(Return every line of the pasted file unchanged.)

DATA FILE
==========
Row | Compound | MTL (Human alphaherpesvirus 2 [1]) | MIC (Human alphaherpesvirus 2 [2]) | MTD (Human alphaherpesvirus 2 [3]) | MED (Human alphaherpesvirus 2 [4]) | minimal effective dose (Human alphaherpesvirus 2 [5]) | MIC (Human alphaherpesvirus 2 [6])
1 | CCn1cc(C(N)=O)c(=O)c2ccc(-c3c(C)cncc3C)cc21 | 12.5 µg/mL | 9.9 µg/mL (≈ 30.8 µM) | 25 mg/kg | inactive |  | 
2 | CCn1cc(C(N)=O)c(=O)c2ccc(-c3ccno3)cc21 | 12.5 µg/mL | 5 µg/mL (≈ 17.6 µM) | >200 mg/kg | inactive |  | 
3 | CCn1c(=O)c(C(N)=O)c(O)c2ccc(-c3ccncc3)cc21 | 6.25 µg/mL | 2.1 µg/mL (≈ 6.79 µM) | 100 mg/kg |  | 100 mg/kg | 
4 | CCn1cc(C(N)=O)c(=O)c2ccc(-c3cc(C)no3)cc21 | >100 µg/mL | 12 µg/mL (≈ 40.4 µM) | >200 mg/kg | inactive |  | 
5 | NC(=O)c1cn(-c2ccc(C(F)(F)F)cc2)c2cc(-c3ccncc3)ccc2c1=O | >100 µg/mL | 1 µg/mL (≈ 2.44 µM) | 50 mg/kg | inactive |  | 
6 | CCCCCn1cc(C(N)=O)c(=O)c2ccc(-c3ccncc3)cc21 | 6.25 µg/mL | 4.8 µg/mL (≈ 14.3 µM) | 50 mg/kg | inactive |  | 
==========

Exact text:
Row | Compound | MTL (Human alphaherpesvirus 2 [1]) | MIC (Human alphaherpesvirus 2 [2]) | MTD (Human alphaherpesvirus 2 [3]) | MED (Human alphaherpesvirus 2 [4]) | minimal effective dose (Human alphaherpesvirus 2 [5]) | MIC (Human alphaherpesvirus 2 [6])
1 | CCn1cc(C(N)=O)c(=O)c2ccc(-c3c(C)cncc3C)cc21 | 12.5 µg/mL | 9.9 µg/mL (≈ 30.8 µM) | 25 mg/kg | inactive |  | 
2 | CCn1cc(C(N)=O)c(=O)c2ccc(-c3ccno3)cc21 | 12.5 µg/mL | 5 µg/mL (≈ 17.6 µM) | >200 mg/kg | inactive |  | 
3 | CCn1c(=O)c(C(N)=O)c(O)c2ccc(-c3ccncc3)cc21 | 6.25 µg/mL | 2.1 µg/mL (≈ 6.79 µM) | 100 mg/kg |  | 100 mg/kg | 
4 | CCn1cc(C(N)=O)c(=O)c2ccc(-c3cc(C)no3)cc21 | >100 µg/mL | 12 µg/mL (≈ 40.4 µM) | >200 mg/kg | inactive |  | 
5 | NC(=O)c1cn(-c2ccc(C(F)(F)F)cc2)c2cc(-c3ccncc3)ccc2c1=O | >100 µg/mL | 1 µg/mL (≈ 2.44 µM) | 50 mg/kg | inactive |  | 
6 | CCCCCn1cc(C(N)=O)c(=O)c2ccc(-c3ccncc3)cc21 | 6.25 µg/mL | 4.8 µg/mL (≈ 14.3 µM) | 50 mg/kg | inactive |  | 